The World Cinema Project began in 2007, as the World Cinema Foundation. It was announced at that year’s Cannes Film Festival by Marty, who was surrounded by members of his advisory board, including Cissé, Ermanno Olmi, and Wong Kar-wai (Tian, who was not present, had also agreed to join). Present as well were Ahmed El Maanouni, the director of the first title to be restored, Trances, and Gian Luca Farinelli and Cecilia Cenciarelli from the Cineteca di Bologna, where almost all of the organization’s work has been undertaken, in partnership with the Cineteca’s affiliated lab L’Immagine Ritrovata, overseen by Davide Pozzi. I was asked to come aboard in 2009 as executive director, and my colleague Doug Laible assumed the role of managing director a year later. Recently, it was decided that this endeavor would join forces with the Film Foundation (where Margaret Bodde serves as executive director and Jennifer Ahn as managing director), and that the WCF would be renamed the World Cinema Project, to avoid confusion. The name has changed. The mission has not.
Since 2007, the World Cinema Project has either fully restored or participated in the restoration of nineteen features and one short, from Senegal, Egypt, Morocco, Turkey, Hungary, Brazil, Mexico, Thailand, the Philippines, Taiwan, South Korea, India, Sri Lanka, Indonesia, Iran, and Kazakhstan. And it has supported the restoration of on-set footage and home movies that were used in two documentaries on . . . Bergman. Some of the restored titles have been recommended by advisory board members, others have been suggested by or to people within the organization. Some titles had had no previous exposure in the West, and for many others, exposure had been limited and brief. In certain cases, the negatives were either suppressed or destroyed—no one knows for sure—and the restoration was undertaken with nothing but a single positive print to work from. In one case, we had to match material from the original negative with different material from an interpositive; for Kim Ki-young’s The Housemaid, two reels of the negative were lost, and the best surviving material was a positive print with English subtitles, which had to be digitally removed. In every case, we have worked to achieve the best possible result, and our goal has always been to make every title easily available. This collection—including DjibrilDiop Mambéty’s Touki bouki, Ritwik Ghatak’s A River Called Titas, Fred Zinnemann, Paul Strand, and Emilio Gómez Muriel’s Redes, Metin Erksan’s Dry Summer, The Housemaid, and Trances—is the first in a series with Criterion that will bring these films to that many more North American viewers.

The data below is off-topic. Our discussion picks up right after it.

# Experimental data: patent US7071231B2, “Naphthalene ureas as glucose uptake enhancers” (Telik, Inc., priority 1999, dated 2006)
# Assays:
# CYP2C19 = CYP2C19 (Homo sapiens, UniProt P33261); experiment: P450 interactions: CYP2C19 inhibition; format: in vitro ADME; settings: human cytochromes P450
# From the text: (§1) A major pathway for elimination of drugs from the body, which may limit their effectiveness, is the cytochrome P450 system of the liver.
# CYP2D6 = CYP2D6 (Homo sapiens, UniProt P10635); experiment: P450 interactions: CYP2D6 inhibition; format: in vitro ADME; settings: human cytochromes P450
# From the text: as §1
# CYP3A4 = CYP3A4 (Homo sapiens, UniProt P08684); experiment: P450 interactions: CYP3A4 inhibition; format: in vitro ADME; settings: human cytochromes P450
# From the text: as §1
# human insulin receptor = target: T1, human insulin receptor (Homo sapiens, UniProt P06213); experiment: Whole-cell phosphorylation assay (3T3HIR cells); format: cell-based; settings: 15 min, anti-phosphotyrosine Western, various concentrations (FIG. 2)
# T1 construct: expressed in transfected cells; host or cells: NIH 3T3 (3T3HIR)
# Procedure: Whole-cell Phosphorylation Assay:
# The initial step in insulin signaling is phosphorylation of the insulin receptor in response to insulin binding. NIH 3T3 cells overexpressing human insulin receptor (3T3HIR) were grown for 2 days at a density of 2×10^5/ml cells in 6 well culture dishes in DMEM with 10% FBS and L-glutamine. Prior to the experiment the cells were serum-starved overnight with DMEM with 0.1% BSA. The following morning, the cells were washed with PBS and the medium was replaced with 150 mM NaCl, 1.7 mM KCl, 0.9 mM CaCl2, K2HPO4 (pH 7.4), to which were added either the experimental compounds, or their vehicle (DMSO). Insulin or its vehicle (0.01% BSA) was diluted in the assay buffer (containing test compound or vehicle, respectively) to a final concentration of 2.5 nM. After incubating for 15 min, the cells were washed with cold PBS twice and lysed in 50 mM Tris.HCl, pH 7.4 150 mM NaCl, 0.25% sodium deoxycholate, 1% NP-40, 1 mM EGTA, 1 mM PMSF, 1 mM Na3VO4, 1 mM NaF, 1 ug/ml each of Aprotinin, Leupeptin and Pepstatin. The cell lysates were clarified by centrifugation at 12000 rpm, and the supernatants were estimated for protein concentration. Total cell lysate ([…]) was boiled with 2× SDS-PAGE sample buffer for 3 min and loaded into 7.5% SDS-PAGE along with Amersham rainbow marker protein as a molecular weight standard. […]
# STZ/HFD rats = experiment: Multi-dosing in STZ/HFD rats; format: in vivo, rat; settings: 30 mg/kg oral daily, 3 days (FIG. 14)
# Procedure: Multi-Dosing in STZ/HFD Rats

Cinema is fragile. It is—or was—physically fragile. And the memory of cinema is fragile as well, the very framework of our understanding of all these flickerings, the secret story that we’ve been following from Lumière and Méliès on. These titles are precious, illuminated fragments of that story. It was an honor for us to be able to restore them, and—to quote Dickens—to help recall them to life.